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Erythroderma
Erythroderma
Erythroderma
Erythroderma
Erythroderma
Erythroderma
Erythroderma
Erythroderma
Erythroderma
Erythroderma
Erythroderma
Erythroderma
Erythroderma
Erythroderma
Erythroderma
Erythroderma
Erythroderma
Erythroderma
Erythroderma
Erythroderma
Erythroderma
Erythroderma
Erythroderma
Erythroderma
Erythroderma
Erythroderma
Erythroderma
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Erythroderma

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  1. Erythroderma UCSF Dermatology Last updated 10.25.10
  2. Module Instructions  The following module contains a number of green, underlined terms which are hyperlinked to the dermatology glossary, an illustrated interactive guide to clinical dermatology and dermatopathology.  We encourage the learner to read all the hyperlinked information.
  3. Goals and Objectives  The purpose of this module is to help medical students develop a clinical approach to the evaluation and initial management of patients presenting with erythroderma.  After completing this module, the medical student will be able to: • Identify the morphology of erythroderma • Name common diseases and medications associated with erythroderma • Explain the potential morbidity and mortality in erythrodermic patients • Discuss the initial management of an erythrodermic patient
  4. Erythroderma: The Basics  Also called exfoliative dermatitis  Defined as generalized redness or scaling of the skin, affecting a significant portion of the body surface area (BSA) • Vesicles and pustules are usually absent • May present with extensive telogen effluvium  Erythroderma is not a specific diagnosis, but the clinical manifestation of a variety of underlying diseases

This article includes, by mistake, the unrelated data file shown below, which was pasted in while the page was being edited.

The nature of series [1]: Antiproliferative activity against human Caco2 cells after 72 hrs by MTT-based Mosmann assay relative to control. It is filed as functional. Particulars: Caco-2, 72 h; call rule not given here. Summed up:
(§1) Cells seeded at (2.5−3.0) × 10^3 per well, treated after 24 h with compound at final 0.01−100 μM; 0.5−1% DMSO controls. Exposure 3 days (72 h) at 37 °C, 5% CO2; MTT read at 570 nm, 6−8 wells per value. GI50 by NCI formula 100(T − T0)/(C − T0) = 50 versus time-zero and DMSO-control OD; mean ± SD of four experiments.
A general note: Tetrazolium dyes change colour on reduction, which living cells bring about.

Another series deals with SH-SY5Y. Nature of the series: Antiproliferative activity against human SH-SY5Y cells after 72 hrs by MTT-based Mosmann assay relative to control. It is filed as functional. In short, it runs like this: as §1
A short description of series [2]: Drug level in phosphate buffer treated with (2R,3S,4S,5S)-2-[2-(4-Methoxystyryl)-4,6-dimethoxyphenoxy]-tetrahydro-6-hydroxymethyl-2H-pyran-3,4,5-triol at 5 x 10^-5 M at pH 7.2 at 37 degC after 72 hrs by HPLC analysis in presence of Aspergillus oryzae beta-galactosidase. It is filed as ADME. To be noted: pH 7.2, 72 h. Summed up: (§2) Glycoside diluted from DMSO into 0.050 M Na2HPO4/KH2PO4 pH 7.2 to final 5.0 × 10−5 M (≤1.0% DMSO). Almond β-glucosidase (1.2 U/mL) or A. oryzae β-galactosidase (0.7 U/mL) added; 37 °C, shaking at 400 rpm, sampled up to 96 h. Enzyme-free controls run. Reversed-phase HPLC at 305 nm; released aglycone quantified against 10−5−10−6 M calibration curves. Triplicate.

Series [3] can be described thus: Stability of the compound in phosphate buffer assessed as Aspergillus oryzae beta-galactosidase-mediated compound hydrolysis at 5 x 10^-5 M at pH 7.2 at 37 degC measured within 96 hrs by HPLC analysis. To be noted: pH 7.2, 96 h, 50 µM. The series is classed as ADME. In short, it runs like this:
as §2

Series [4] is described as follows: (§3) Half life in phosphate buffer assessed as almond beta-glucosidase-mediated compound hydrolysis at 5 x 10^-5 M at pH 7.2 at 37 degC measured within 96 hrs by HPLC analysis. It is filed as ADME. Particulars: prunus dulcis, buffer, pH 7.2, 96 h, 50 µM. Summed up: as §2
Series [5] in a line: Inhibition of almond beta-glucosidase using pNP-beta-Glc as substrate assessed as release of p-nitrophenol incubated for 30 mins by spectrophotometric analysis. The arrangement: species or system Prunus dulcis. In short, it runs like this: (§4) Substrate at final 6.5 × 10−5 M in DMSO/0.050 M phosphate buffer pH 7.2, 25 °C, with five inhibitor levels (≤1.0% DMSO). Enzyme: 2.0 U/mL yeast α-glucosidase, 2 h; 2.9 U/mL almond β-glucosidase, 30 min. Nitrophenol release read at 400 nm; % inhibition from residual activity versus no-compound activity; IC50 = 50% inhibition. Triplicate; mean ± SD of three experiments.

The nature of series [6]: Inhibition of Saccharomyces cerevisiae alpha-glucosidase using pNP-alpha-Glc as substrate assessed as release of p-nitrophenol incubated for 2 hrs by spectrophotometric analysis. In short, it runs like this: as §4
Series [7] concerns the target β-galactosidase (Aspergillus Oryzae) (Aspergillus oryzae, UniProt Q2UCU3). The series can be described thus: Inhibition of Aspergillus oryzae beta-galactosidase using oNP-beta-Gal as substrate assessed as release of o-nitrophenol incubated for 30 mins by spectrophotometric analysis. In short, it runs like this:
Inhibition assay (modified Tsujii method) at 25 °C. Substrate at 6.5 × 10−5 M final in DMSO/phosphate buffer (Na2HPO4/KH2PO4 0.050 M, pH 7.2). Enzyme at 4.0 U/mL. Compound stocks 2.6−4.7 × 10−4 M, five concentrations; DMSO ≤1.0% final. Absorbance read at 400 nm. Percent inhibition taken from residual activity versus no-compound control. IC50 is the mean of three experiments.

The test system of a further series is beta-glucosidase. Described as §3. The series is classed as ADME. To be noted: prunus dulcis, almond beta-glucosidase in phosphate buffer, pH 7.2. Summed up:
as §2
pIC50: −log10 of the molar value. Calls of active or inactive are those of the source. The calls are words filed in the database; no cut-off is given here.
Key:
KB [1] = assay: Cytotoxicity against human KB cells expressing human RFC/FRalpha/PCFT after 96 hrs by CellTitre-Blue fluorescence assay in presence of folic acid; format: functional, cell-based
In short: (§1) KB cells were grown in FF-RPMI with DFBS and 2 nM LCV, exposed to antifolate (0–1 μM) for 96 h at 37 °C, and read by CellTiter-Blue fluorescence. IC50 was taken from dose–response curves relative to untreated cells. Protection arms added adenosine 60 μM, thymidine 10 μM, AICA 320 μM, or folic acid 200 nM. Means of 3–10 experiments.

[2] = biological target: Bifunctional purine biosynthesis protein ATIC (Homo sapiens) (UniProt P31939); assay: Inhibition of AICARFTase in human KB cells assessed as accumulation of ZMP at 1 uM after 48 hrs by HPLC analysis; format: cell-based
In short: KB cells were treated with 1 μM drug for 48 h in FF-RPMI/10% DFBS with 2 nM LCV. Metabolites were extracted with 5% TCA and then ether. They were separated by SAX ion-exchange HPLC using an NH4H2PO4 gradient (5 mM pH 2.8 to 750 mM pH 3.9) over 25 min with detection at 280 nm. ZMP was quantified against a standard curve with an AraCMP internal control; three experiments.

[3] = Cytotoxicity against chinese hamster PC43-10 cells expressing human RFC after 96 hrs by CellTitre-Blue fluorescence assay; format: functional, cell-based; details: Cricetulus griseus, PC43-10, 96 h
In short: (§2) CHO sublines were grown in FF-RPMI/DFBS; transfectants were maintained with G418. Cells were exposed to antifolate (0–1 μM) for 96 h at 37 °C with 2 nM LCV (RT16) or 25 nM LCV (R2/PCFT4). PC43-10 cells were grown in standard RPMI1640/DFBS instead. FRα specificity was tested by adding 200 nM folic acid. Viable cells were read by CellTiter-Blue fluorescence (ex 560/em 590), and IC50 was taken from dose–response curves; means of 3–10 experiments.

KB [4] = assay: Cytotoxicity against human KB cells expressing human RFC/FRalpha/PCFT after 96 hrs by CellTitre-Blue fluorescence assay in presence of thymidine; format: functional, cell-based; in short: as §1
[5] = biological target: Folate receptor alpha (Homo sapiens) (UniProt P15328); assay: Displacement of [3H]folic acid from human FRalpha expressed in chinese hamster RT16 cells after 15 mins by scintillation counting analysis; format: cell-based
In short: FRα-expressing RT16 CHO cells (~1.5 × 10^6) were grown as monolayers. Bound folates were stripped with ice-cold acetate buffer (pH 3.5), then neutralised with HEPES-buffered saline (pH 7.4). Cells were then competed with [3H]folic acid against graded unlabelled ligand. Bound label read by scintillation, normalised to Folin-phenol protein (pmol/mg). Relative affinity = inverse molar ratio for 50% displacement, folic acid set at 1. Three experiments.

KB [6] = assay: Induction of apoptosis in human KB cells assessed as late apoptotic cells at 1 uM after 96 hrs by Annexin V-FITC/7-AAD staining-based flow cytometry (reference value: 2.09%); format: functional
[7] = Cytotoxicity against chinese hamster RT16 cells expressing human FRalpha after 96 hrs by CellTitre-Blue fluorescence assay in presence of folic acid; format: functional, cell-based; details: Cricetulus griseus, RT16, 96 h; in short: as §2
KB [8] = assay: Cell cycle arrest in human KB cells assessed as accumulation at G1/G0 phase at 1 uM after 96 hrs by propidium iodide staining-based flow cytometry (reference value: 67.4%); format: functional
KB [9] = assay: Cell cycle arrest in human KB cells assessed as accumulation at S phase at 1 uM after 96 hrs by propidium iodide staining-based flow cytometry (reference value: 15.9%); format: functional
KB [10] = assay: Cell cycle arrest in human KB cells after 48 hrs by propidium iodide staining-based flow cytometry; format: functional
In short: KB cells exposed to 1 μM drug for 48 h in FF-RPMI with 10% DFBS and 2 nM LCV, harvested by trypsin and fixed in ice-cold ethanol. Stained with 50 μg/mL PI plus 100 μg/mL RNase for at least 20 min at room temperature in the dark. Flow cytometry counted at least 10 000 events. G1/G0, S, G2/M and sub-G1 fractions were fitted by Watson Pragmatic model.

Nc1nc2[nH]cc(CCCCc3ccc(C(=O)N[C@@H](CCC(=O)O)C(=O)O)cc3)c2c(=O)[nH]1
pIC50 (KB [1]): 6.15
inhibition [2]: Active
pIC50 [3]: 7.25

5. Clinical Presentation  Usually evolves slowly over months to years*  Long-standing severe erythroderma is associated with diffuse alopecia, keratoderma, nail dystrophy, and ectropion  Significant risk for morbidity and mortality, accounting for 1% of all dermatologic admissions to the hospital  Common symptoms include: fevers, chills, malaise & pruritus  Patients may also experience peripheral edema, lymphadenopathy, secondary skin infection  Complications of erythroderma include sepsis and high- output cardiac failure * Except for drug reactions, which tend to develop more acutely
  6. Medications Implicated in Erythroderma  The most commonly implicated drugs include: • Anti-epileptics • Allopurinol • Antibiotics • Penicillin • Sulfonamides • Vancomycin • Calcium channel blockers • Cimetidine • Dapsone • Gold • Lithium • Quinidine
  7. Case One Mr. Robert Ashton
  8. Case One: History  HPI: Mr. Ashton is a 63 year-old gentleman who presents to the dermatology clinic with a rapid progression of skin redness, which is covering most of his body  PMH: coronary artery disease s/p 3v CABG, hypertension, psoriasis  Medications: beta-blocker, aspirin, ace-inhibitor, statin, and topical clobetasol. No new medications.  Allergies: none  Family history: no history of skin disorders  Social history: lives in the city by himself  Health-related behaviors: no tobacco, alcohol or drug use  ROS: pruritus, fatigue